Smile and Nod: I, John MarstonSmile and Nod - RSS 2.0
Red Dead Redemption is not a role playing game. Although it could be argued that all games - in that they cause you to direct the actions of a character that exists outside of yourself - are role playing games, some games are designed better than others to allow you to impart your own interpretation of a character onto the narrative. Games that are designed in this way, that allow you to create your own central character, fully inhabit that character in whatever way you wish, and then lead that character through an adventure in which the actions are your actions, the resolutions based on your actions, are role playing games. Red Dead Redemption is not that kind of game.
Red Dead Redemption's narrative is pre-defined, its central character, John Marston, pre-written. No matter how you play the game, what actions you take or how you personally feel about it, the game will always end the same way - tragically. And yet, in spite of this fundamental difference between Red Dead Redemption and role playing games, in playing Red Dead Redemption I had the most profound role playing experience I've ever encountered in a videogame.
Very sincere spoiler warning.
I would like to share my experience of playing Red Dead Redemption with you and relate what it meant to me. I would like to do so without worrying that I'm ruining the experience for you, so I will assume that you have played this game through to the end. If you have not, and don't wish to have the ending spoiled for you, then I would ask that you read no further.
The end of very sincere spoiler warning. You will not get another. Read on at your own risk of being spoiled.
In playing the main story missions of Red Dead Redemption, you will experience the narrative of its central character, John Marston, as written by the game's designers. You can't influence this narrative no matter how hard you try, but you are able to take advantage of the game's open world to create antimony between John's story of redemption and his acts of brutality and lawlessness. In so doing, you can create an entirely believable subtext that makes it possible to believe in the character all the more. You can't re-write his story, in other words, but you can add your own flourishes. By the time you've fulfilled your obligations to your US Government overseers and are returned to your family, the entirety of your actions while away from them is not entirely up to your own imagination, but it can be largely influenced by it.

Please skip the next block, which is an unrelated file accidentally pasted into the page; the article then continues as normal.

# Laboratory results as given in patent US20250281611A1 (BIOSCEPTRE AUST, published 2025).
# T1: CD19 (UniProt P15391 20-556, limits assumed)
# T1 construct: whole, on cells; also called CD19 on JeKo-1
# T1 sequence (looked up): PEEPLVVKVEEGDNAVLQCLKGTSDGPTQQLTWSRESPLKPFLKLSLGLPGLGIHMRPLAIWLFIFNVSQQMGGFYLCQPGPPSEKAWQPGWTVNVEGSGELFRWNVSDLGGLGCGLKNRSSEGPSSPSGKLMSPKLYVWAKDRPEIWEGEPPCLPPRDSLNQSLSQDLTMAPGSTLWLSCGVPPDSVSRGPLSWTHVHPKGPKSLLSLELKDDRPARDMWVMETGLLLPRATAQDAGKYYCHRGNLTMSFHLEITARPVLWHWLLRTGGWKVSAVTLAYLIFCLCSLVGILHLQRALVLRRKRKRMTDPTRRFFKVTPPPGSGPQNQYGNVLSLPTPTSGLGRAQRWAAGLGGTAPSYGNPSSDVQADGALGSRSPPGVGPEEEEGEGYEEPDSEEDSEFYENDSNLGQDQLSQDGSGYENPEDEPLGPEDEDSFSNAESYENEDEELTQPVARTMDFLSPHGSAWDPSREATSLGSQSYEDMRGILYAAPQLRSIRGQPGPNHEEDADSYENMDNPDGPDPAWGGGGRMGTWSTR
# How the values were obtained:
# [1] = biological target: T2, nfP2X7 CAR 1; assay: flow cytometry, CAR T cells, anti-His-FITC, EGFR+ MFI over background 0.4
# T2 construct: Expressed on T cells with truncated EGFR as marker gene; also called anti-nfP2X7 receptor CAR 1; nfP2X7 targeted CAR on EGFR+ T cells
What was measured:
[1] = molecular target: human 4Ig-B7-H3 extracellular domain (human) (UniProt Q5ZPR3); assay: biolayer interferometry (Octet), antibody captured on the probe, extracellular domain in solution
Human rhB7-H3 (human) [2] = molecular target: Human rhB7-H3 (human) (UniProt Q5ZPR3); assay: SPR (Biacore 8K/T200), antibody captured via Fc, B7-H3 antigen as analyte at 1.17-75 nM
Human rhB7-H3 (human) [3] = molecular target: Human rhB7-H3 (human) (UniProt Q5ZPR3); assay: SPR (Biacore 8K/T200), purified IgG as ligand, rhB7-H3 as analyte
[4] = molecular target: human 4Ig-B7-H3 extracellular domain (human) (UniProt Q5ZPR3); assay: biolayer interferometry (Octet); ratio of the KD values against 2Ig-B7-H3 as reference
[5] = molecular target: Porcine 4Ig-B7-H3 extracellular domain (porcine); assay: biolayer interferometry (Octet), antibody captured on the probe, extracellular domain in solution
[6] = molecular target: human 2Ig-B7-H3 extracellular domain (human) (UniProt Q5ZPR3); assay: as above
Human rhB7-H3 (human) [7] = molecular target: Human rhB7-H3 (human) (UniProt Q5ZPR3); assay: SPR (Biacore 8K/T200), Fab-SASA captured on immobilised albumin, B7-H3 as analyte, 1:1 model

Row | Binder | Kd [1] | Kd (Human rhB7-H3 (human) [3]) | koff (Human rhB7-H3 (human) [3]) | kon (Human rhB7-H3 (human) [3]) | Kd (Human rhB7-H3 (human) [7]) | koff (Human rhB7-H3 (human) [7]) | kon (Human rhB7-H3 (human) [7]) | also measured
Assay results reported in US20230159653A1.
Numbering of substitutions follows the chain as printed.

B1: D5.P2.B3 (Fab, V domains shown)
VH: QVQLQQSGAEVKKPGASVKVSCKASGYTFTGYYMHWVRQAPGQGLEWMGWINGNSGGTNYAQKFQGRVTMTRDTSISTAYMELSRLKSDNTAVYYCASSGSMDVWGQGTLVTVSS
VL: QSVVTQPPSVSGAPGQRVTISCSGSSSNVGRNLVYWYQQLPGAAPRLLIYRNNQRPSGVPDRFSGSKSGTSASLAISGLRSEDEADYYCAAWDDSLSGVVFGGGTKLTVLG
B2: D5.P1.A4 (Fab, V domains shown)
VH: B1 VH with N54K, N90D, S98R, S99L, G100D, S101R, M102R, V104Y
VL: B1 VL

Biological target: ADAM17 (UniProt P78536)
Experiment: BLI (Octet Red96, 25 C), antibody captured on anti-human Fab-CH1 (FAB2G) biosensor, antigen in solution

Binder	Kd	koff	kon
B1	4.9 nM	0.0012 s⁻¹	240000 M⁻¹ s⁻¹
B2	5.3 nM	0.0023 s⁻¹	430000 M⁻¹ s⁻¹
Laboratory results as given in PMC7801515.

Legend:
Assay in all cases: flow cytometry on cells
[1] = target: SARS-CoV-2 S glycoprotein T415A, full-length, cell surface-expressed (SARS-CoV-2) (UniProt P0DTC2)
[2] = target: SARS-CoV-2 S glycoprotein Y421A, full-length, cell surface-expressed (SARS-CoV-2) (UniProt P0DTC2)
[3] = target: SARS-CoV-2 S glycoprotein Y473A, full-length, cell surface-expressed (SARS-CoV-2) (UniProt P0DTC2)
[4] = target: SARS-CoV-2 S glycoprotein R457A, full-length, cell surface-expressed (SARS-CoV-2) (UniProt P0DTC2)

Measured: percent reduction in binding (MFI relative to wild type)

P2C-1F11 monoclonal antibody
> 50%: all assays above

In playing Red Dead Redemption, I tried to make my John Marston a noble John Marston. I tried to avoid unnecessary bloodshed or random acts of lawlessness. I rescued women in distress and assisted lawmen in apprehending bad guys. I didn't shoot strangers and did my best to avoid breaking laws. And yet the temptation to go off reservation was very strong.
There's an achievement, for example, for using your lasso to hogtie a woman - any woman - and placing her on the railroad tracks to be run over by a train. It's a small achievement - only 5 points - but it's there for you to try to get or not. I'm weak. I went for that achievement. I selected some random woman who was weaving a blanket outside of one of my residences. I lassoed her and placed her on my horse. In so doing, I sparked a gun fight with the local populace, which led to senseless murder, which led to my being pursued by a posse, which led to more murder. At some point the woman and the horse I'd placed her on were shot and died - a senseless tragedy caused by my own inherent need to do evil things.
I felt terrible about this turn of events, and was eventually apprehended by authorities and forced to spend time in jail, because the game does not forget your actions and forces you to make amends or suffer. So I suffered, both in game and in my own heart, and yet at no point did I feel as if I had fundamentally betrayed either the character of John Marston or the rules of the real world this game world was designed to mimic. All of the things I did were possible to do and were actually done in the actual Old West, and a character like John Marston could potentially have done them all. My John Marston did, and so his narrative was that much richer and more real to me.